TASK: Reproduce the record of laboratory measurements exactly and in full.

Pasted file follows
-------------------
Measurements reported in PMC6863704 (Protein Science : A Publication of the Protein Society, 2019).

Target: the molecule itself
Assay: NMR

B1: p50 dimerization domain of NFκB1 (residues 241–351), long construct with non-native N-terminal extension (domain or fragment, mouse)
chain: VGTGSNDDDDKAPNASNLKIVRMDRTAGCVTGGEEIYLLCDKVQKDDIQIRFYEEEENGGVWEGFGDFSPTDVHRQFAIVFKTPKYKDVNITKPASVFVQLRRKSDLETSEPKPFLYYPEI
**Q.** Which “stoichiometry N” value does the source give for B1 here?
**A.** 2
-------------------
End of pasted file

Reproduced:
Measurements reported in PMC6863704 (Protein Science : A Publication of the Protein Society, 2019).

Target: the molecule itself
Assay: NMR

B1: p50 dimerization domain of NFκB1 (residues 241–351), long construct with non-native N-terminal extension (domain or fragment, mouse)
chain: VGTGSNDDDDKAPNASNLKIVRMDRTAGCVTGGEEIYLLCDKVQKDDIQIRFYEEEENGGVWEGFGDFSPTDVHRQFAIVFKTPKYKDVNITKPASVFVQLRRKSDLETSEPKPFLYYPEI
**Q.** Which “stoichiometry N” value does the source give for B1 here?
**A.** 2